Groupon CEO, Andrew Mason, just might be “getting his freak on” Missy Elliot style because everyone seems to be (wait for it…) getting their Groupon (ba da ching!). With an impending IPO estimated at $750 million, Groupon is the topic of many conversations this summer. It’s a brilliant concept and, in theory, a win-win for everyone involved. Small businesses have an unprecedented opportunity to spread brand awareness with appealing deals that drive in-store traffic. Consumers are able to try out new and exciting products and services at a discounted rate. What’s not to love?
Well, like most things in life, when something appears too good to be true, it is. Groupon is no different and, while listening in on the International Franchise Association’s “Wednesday Wise” seminar yesterday, I learned more about Groupon’s dark side:
Groupon’s customer base is filled with deal-seekers and bargain shoppers.
One of the hosts for the webinar was Massage Envy’s CMO, Susan Boresow, and she claimed this was the biggest hindrance on her franchise system’s Groupon effort. As a health and wellness center, their business is structured around repeat business, as many businesses are, and their Groupon push did nothing more than bring in one-time visitors seeking to cash in on a good deal.
Customers rarely spend more than the Groupon deal’s face value.
This was one of the main concerns presented within the webinar. To make this point, the hosts drew from statistics presented in the recent Rice University study on businesses using Groupon. The major issue is that most Groupon deals offer discounts on total bills that create one time transactions instead of offering specified discounts for various products and services that would help build relationships and brand loyalty.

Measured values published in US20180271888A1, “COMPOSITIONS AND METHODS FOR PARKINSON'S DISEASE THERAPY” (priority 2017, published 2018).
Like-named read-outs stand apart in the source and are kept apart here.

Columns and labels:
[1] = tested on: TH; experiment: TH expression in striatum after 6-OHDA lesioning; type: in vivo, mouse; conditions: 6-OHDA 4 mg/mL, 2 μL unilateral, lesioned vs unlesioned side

Employees serving Groupon customers typically deliver inferior services.
This is where the “win/win” myth really took a hit during the webinar. Not only do businesses suffer here but, as sales and marketing guru David Meerman Scott also suggests, many employees don’t treat Groupon customers as they do traditional customers because they assume the Groupon customer will leave a smaller tip or is merely a one-time discount vulture.
Now do these concerns completely cripple Groupon and its slew of competitors? Absolutely not (the impending $750 million pay day says so). It just goes to show that the online couponing concept, like every other business, is a human creation that has its flaws. Depending on a company’s age and industry, a company can certainly make its Groupon experience profitable if they structure their deal correctly and ensure their employees don’t skimp on servicing Groupon customers.
When it comes down to it, online couponing is another marketing tool for the proverbial toolbox. If it fits your company and you do it well, Groupon will prove to be a win/win for both the business and the consumer. Just don’t expect it to be a silver bullet that excuses your sales team and customer service employees from doing their jobs well.
Have you used Groupon as a business owner? Has it been a positive or negative experience? Has it inspired repeat business? Are Groupon customers as impressed with your products/services as your other clients?